Concentrators vs. Flat Plates

Concentrators are normally used on solar farms to make superheated steam that drive Sterling Engines or turbine generators used in standard power plants. Flat plate collectors are normally used for residential heating or solar hot water systems. Let�s explore the pros and cons of concentrator and flat plate solar collectors.


Concentrators focus parallel beams of light on a line or on a point. Tracking devices known as Heliostats are used to keep sunlight focused on a desired target.. A parabolic dish focuses light on a point, and a parabolic trough focuses light on a line. Let�s first look at some parallel dish systems to better understand how they work. As you can see from the above illustration Sterling Engines are used to generate power. They do this by responding to a difference in temperature. The sun must be tracked on a daily bases and seasonal adjustments are made every few days. These parabolic dish assemblies may work as an array or they may function individually, but they must track the sun to be of value.

It takes a large number of parabolic dish assemblies to make a practical solar power plant and the location a  power plant like this is also critical. 

Fortunately The South Western deserts in the United States provide the solar flux needed to generate electrical power from Sterling Engines. 

An alternative to individual dish assemblies involves the use of individual mirror assemblies focused on a tower that produces superheated steam.   The 10 MW Solar One and Solar Two heliostat demonstration projects in the Mojave Desert have now been decommissioned. This tower used molten salts to transfer heat to a boiler and produce super heated steam.  Brightsourceenergy has a tower that boils water at 500*C directly. It has approximately 2.6 Gig a watts of power under contracts with Southern California Edison and Pacific Gas & Electric Company. In addition, the company manages a 100,000 acre development site portfolio in California and the U.S. Southwest that has the potential to accommodate approximately 10 GW of installed capacity. 

OK so much for the parabolic dish that concentrates light in a small area to produce high temperatures. An alternative to the parabolic dish is the Parabolic Trough that concentrates heat on a pipe and transfers that heat to special oils that will not brake down at high temperatures. This oil is circulated through a kind of boiler where the heat is used to boil water and make steam.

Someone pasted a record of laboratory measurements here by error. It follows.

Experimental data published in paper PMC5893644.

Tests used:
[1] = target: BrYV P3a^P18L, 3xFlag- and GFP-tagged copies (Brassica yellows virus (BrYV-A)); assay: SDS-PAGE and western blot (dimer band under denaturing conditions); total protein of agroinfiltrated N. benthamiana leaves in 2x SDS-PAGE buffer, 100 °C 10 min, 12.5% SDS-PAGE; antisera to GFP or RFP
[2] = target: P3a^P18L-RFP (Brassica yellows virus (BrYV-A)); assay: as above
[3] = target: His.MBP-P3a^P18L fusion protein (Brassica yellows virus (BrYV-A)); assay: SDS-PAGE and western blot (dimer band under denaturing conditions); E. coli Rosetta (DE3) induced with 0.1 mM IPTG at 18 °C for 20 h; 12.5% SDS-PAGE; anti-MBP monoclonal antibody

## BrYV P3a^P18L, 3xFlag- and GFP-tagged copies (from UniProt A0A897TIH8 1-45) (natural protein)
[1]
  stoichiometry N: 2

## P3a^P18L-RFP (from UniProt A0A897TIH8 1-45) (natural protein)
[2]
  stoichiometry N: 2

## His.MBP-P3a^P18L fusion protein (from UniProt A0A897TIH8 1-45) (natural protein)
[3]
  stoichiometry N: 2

My Friend George has taken the time to compare the solar heat gathering ability of a parabolic trough compared to a flat plate collector. I am truly amazed with George's data but I am more amazed with George. He is a skilled craftsman and a first class engineer but there flat plates and there are flat plates and most flat plate collectors do not rely on a tracking system to gather heat so I would not automatically conclude that parabolic troughs gather more heat than flat plates. The spacing of the flow tubes on the absorber plate as well as the flow tube bonding method glazing material and other factors all have an effect on collector efficiency. There are some things we just need to discover on our own. 








Besides flat plate collectors and concentrators we also have evacuated tube systems. Evacuated tubes are in a strange land between flat plates and concentrators. They do not use a tracking device but most of them do make use of small stainless steel concentrators under each tube. Evacuated tubes are known for the high temperatures, but they do not always collect more heat. 

The thing that makes evacuated tubes special is their ability to hold on to the heat they collect. Flat plates collect more heat but much of the heat collected is lost through the glazing. So which is better? Generally speaking I would say if high temps are important go for the evacuated tube. If a high heat gain at temperatures below 130* F are all you need I recommend that you go for a flat plate collector. 

Remember it is more difficult to store heat at 180*F than it is to store heat at 130* F. The other thing to remember is that water above 110*F is not recommended for bathing. 

If you really want to save money on a solar hot water system I recommend building your own serpentine collector.





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